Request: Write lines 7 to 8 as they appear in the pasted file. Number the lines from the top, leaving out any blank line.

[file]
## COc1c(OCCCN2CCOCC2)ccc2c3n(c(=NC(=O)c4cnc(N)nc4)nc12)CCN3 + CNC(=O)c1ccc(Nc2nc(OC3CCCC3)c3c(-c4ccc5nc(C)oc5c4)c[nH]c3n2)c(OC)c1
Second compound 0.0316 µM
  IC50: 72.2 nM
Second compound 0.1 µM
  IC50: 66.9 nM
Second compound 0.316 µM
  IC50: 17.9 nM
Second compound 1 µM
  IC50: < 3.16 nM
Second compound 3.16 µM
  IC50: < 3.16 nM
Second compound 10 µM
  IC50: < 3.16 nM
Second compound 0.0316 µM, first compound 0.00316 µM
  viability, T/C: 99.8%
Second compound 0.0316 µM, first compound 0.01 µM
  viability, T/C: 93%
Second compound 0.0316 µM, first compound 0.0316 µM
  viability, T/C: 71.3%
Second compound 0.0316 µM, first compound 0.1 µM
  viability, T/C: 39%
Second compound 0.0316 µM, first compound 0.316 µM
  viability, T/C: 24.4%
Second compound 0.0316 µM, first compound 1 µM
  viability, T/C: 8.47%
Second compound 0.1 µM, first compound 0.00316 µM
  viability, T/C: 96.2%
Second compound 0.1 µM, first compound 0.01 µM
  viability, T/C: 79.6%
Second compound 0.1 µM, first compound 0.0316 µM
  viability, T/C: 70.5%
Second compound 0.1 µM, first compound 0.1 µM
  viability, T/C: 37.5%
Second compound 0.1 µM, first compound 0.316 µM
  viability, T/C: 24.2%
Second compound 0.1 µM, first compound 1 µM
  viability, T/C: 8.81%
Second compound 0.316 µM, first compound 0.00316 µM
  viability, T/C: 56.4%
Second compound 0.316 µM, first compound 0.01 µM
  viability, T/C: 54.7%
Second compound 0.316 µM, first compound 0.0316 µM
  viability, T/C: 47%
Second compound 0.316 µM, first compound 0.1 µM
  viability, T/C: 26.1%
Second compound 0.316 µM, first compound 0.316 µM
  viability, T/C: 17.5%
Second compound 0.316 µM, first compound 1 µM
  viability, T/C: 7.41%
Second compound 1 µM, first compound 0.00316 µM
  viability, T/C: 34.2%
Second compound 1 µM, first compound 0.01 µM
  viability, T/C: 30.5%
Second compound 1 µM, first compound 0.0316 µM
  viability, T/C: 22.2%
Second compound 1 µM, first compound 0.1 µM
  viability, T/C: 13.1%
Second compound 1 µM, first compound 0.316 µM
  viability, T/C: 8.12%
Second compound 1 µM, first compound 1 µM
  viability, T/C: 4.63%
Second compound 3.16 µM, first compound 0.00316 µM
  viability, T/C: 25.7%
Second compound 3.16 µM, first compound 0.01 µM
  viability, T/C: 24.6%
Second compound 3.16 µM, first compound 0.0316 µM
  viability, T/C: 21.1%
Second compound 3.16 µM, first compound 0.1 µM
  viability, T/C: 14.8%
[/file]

  IC50: 17.9 nM
Second compound 1 µM